After reading the traits of Fiction, it became less ambiguous and more coherent as to what Fiction really is. To be honest, most of the examples that were used in the essay were already clear to me from the start. For example, a plot should have an analysis of Exposition, Rising Action,Turning Point, Climax, Falling Action, and Conclusion. What I am wondering is if every piece of literature that is Fiction must include these traits in order to progress the story further and to keep the reader interested or would there be any other process in Fiction that could work and still keep readers interested? Also, the sense of external and internal reality is clear to me, but I’m still confused as to how it applies to Nathaniel Hawthorne’s story, “Young Goodman Brown”? Finally, must there always be narration to a Fiction story, and does anyone believe it would actually put emphasis on the plot?



    After reading further about The Elements of Fiction, I don’t understand some things about an allegory. What does “point-by-point fashion” mean exactly? The entire idea behind an allegory is unclear and an example of a short story that is one would be helpful.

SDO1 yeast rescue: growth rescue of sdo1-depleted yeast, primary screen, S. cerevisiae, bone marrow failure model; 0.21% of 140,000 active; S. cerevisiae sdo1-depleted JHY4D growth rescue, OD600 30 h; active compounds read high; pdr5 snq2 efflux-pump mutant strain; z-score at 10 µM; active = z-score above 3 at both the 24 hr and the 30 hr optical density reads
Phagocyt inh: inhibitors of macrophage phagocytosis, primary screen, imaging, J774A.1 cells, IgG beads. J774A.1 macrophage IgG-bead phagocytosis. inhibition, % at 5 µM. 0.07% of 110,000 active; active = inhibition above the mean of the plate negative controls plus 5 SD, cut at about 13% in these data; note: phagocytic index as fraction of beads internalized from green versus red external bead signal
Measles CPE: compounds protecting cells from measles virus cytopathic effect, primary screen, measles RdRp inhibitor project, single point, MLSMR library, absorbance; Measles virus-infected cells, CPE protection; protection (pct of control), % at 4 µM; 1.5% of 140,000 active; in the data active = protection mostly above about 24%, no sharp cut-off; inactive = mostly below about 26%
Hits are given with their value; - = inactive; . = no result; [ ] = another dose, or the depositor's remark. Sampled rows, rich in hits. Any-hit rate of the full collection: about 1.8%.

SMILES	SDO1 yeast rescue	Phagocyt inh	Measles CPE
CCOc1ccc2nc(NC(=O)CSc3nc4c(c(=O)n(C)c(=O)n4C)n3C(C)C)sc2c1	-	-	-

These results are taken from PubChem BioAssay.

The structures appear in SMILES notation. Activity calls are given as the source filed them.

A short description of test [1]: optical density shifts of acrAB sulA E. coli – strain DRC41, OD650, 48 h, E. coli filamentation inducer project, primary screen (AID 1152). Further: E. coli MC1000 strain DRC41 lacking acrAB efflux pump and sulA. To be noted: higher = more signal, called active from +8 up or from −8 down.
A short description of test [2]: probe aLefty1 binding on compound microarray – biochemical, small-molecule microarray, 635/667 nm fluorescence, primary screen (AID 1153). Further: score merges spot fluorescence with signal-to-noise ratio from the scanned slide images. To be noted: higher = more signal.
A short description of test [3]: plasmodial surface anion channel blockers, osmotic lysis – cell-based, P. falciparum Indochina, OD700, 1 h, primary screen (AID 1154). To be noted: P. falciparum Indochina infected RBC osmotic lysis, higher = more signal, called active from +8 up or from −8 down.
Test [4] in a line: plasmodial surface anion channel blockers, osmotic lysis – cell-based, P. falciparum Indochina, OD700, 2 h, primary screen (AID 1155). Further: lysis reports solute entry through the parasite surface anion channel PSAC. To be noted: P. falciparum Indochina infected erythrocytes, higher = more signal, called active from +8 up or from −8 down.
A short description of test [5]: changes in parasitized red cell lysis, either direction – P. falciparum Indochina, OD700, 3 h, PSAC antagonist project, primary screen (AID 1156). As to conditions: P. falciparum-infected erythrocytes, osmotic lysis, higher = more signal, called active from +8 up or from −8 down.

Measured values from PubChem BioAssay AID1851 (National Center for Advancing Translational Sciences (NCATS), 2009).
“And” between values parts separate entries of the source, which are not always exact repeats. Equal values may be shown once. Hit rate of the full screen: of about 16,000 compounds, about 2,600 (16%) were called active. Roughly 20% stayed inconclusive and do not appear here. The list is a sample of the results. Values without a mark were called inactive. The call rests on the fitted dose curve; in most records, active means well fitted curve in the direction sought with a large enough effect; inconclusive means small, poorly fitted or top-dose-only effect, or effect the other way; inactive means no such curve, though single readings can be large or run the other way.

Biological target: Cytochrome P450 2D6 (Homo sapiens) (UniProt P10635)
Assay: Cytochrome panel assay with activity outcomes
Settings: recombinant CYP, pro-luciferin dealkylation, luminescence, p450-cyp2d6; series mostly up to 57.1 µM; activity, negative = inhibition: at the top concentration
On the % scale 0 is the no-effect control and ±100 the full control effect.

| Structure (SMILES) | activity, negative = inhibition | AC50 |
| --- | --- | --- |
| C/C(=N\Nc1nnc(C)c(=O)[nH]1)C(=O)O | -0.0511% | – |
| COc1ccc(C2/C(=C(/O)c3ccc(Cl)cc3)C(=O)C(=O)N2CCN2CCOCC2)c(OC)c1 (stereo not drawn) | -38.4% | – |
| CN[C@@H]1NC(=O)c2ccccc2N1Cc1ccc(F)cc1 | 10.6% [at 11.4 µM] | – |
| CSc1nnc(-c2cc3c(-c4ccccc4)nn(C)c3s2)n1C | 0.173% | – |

I have a few questions that are more based on personal opinion, such as:
    1) Which element is the most important? (If you could pick one)
    2)Do you think it is possible to write a story with only one element? (Why or why not)
    3) Why is it that when describing a setting even though few words are used the mental picture painted is so vivid?


    are these elements only limited to the genre of fiction?



    One of the questions i have after the reread of the elements of fiction is for the charater portion. Im reading “Raisin in the Sun” for one of my classes and the plant is very symbolic as well as a big part of the play so it make me wonder if an object can be considered a character as well or maybe not in my example but in other text is it possible?




    I think the plot is the most important part because with out it the other elements would have no purpose, the plot and the story fall hand in hand with eachother and these things are what keep the reader invested .

Viewing 15 posts - 1 through 15 (of 15 total)

You must be logged in to reply to this topic.